Julius Randle remembers where and when he first learned that the Final Four was coming to the Dallas-Fort Worth metroplex. Junior high school. Study hall. Bored.
"Just where I wanted it to be," he said Tuesday. "It's always been my goal."
Of course, all players want to play in the Final Four. "I don't care if it's on the moon," Randle said.
It's only that much sweeter that this year's Final Four has a homecoming quality for Kentucky's three Texans: Andrew and Aaron Harrison, plus Randle.
Proximity means Randle's grandmother will see him play in the flesh for the first time this season. Annie Page, 79, hasn't seen him play all that often this season even though all Kentucky games are televised. Living in rural Texas and apt to grow quickly frustrated by cable, she gets only eight channels on her TV.
"Thank God the games were on CBS," Randle's mother, Carolyn Kyles, said of the NCAA Tournament. "Because she gets that channel."
On Thursday, Kyles plans to go to her mother's home and bring her to the Dallas area, where they plan to get a room in the UK team hotel.
"So she'll get a chance to love on him, too," Kyles said.
Love was in the air Tuesday as UK players spoke of their surprise advancement to the Final Four. Asked if he was looking forward to returning to Texas to play on college basketball's grandest stage, Andrew Harrison said, "Oh, definitely. I'll see a lot of my family that I haven't seen in a while, so that'll be fun."
When Kentucky played in AT&T Stadium, an ice storm turned the Dallas area into a skating rink. A loss to Baylor made Kentucky's return to Dallas this weekend seem unlikely.
"We wouldn't have thought this was possible," Kyles said. "Just a lot of praying and crying going on because all we had was each other. No one believed in them anymore."
Kyles reminded Randle of the late Jim Valvano's enduring advice: "Don't give up; don't ever give up."
Randle didn't. Kentucky didn't. Hence, the return to Dallas and high hopes.
"You have a do-over," Kyles said.
Randle spoke of his mother Tuesday as an inspiring presence in his life.
"Just seeing her every day get up and go to work and just struggle to take care of me and my sister," he said. "And for her to do it by herself. And for her not to have much, to make sure me and my sister had everything we needed and wanted."
But Randle corrected a reporter who suggested he played the game with his mother front and center in his mind.
"I don't think about it (on the court)," he said. "I can't. She's always telling me to enjoy being a college student and not worry about her. Not to worry about taking care of her. She doesn't want to put that kind of pressure on me. There's no need to."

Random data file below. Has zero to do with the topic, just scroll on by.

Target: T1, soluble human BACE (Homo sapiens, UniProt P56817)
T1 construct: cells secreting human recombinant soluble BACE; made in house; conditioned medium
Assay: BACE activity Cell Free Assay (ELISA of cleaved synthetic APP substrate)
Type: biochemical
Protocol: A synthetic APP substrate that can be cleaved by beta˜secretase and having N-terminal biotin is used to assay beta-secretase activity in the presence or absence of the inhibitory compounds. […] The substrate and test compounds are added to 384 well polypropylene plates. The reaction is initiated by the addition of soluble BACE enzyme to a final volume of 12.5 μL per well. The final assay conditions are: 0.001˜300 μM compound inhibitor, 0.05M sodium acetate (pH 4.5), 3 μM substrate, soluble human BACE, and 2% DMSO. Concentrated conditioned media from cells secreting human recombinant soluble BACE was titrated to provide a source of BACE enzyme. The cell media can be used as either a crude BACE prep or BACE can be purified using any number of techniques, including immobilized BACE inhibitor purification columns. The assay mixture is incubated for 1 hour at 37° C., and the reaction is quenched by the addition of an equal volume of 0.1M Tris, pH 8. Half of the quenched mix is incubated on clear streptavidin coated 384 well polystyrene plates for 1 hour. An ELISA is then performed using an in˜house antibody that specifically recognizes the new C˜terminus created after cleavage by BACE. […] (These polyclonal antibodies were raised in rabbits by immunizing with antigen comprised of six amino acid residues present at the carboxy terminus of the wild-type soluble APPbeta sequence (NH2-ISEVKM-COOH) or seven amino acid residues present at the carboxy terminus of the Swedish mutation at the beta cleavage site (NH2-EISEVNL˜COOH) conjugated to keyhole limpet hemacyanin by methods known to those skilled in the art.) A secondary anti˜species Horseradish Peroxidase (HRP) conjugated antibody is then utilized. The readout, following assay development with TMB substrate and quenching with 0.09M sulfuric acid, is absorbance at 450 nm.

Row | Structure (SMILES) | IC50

Aaron Harrison acknowledged how the loss to Baylor cast doubt on this Kentucky season. "After a loss, you always have some negative thoughts," he said.
Now the twins have the enviable problem of finding enough Final Four tickets for family and friends.
"Kind of stressful," Andrew Harrison said. "But it's better than not having (requests)."
UK Coach John Calipari noted how Texas has become rich recruiting ground. The Lone Star State remains synonymous with football. At one time, football assistant coaches often coached basketball. But now "basketball junkies" coach high school teams, he said.
"Now, all of a sudden you're getting skilled players" from Texas, said Calipari, who noted how Texas is one of the country's most populous states.
The Texas trio came to Kentucky as highly regarded players. Andrew and Aaron Harrison had the necessary skills to succeed on the college level, Calipari said.
"They just had to be challenged in a lot of different ways that they never had been challenged (previously)," he said. "That was tough on them."
The Harrison brothers faced another hurdle. "They weren't here for the summer," Calipari said in reference to remaining home for several weeks last summer in order to solidify academic eligibility. "That set them back some."
As for Randle, Calipari saluted the Kyles and her son's mentor, former Oklahoma star Jeff Webster.
"He was surrounded by good people," the UK coach said, "and they all were telling him the truth."
Now, they share with the Big Blue Nation the sweetest reward college basketball offers: a place at the Final Four.
"It seems like a dream," Randle's mother said. "All the trials and tribulations we went through. Now, we're rejoicing."